When Andy Robinson first took charge of an international side at the home of Scottish rugby, in his England days back in February 2006, he felt the full force of a supreme defensive effort that had his Red Rose team on the wrong end of an 18-12 upset. It could have been the blueprint for the monumental overture of a rearguard performance that took Scotland's head coach of five months to a victory of huge historical significance last night.
For 80 minutes Robinson's men succeeded in keeping out Rocky Elsom and his Wallabies. Sixteen seconds into overtime, the Caledonian whitewash was finally breached. With the Scots 9-3 to the good on the scoreboard, on the 20th phase of a last-gasp Australian assault, Matt Giteau fed Ryan Cross for a try to the left of the posts that plunged Murrayfield into a state of audible deflation. Scotland were still 9-8 in front, but with Giteau's conversion to come surely a bold Caledonian effort was about to be denied at the very death? But then, maybe not.
Giteau might be on the short list for the International Rugby Board's player of the year award but the outside-half had kicked like a doddering dingo all afternoon, missing eminently pottable penalties either side of half-time and also fluffing a sitter of a drop-goal. To the delight of nearly 45,000 whistling Scots, he continued in the same vein, pushing wide his kick from the 22-metre line.
Thanks to two Phil Godman penalties and a Chris Paterson drop-goal, Scotland had the victory their effort richly deserved – their first against Australia since 1982. Robinson, two games into his tenure as Scotland's head coach, had succeeded where Martin Johnson had so spectacularly failed against Robbie Deans's Wallabies down Twickenham way a fortnight ago.
"That that was the most courageous performance I've ever been involved in," the former England flanker and head coach said in the aftermath. "The effort that was put in, the way the team got off the floor and kept knocking them over, was incredible. And credit to Graham Steadman, our defence coach, for putting that together. We needed a bit of luck but I thought the guys worked hard to establish that luck."
They did that right from the start, before Giteau banged over a penalty in the sixth minute – his only success with the boot all afternoon. Soon afterwards, Sean Lamont made a superb covering tackle to thwart Cross and then did the same to deny Drew Mitchell. There was much more of the Caledonian defensive spirit required as the first half unfolded, with the Wallabies on the front foot and enjoying a monopoly of possession.
It took a combination of Rory Lamont, Moray Low and Chris Cusiter to hold up Stephen Moore when the Australian hooker took the ball across the Scottish line midway through the first half. Sadly, it was Cusiter's last stand, Scotland's scrum-half and captain departing in a groggy state. Still, Rory Lawson proved a more than able replacement from the bench and Scotland managed to get on level terms by the interval, Godman kicking a penalty after the Wallabies were pulled up for collapsing a maul.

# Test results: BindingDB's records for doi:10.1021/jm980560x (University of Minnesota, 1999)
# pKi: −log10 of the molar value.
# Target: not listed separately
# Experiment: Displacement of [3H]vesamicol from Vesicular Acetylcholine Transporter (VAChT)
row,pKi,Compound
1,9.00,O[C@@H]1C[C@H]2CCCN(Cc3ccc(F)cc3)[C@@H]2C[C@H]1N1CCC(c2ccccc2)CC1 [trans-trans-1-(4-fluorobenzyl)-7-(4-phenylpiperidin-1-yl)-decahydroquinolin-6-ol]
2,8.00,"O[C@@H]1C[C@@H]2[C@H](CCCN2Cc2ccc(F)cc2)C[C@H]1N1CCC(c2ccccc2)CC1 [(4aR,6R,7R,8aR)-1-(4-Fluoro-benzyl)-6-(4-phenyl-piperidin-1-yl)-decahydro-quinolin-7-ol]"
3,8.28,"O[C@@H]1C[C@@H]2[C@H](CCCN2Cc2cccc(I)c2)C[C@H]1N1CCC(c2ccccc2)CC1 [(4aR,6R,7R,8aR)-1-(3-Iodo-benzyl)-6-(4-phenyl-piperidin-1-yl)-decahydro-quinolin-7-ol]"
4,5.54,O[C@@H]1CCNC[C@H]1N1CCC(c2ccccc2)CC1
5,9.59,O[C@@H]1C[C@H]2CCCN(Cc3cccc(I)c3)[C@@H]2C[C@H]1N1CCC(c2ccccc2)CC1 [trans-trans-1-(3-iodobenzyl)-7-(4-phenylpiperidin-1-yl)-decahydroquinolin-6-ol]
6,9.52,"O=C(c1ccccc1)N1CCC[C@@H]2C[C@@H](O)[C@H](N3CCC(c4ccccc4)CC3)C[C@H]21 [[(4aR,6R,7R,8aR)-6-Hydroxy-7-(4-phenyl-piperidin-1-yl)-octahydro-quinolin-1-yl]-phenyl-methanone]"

When Giteau suffered his two penalty misses, either side of his drop-goal blank, there was the whiff of victory in Scottish nostrils. It might have been different had Elsom grounded the ball over the home line six minutes into the second half, but after the blindside flanker spun his way over the line from close quarters reference to television footage suggested that a Scottish hand – that of the prop Allan Jacobsen or the lock and stand-in captain, Alastair Kellock – had held it up.
The mounting pressure was relieved by a booming kick to the right corner by Nick de Luca, a half-time replacement at inside centre for Graeme Morrison. Godman was off target with a penalty that followed but from much the same position the Edinburgh fly-half struck a 57th-minute penalty that hit the left post and bounced over the crossbar.
It got worse for the Wallabies. When Mitchell ran the ball in on the left in the 65th minute, the referee, Romaine Poite, rightly blew his whistle for a forward pass to the winger from the centre Quade Cooper.
Then, four minutes from time, the Scottish pack engineered the drop-goal opportunity that Paterson took to make it 9-3. It proved enough of a cushion to withstand the late, desperate backlash by the Wallabies. Only just, mind.
Scotland R Lamont; S Lamont, A Grove, G Morrison (N De Luca, 40), S Danielli (C Paterson, 63); P Godman, C Cusiter (capt; R Lawson, 21); A Jacobsen, R Ford (D Hall, 77), M Low, N Hines, A Kellock, A Strokosch (J White, 48), J Barclay, J Beattie (R Vernon, 63).
Australia A Ashley-Cooper ; P Hynes, R Cross, Q Cooper (J O'Connor, 73), D Mitchell; M Giteau, W Genia (L Burgess, 63); B Robinson (S Kepu, 17), S Moore (T Polota-Nau, 46), B Alexander, J Horwill, M Chisholm (D Mumm, 50), R Elsom (capt), G Smith, W Palu (R Brown, 65).
Referee: R Poite (France).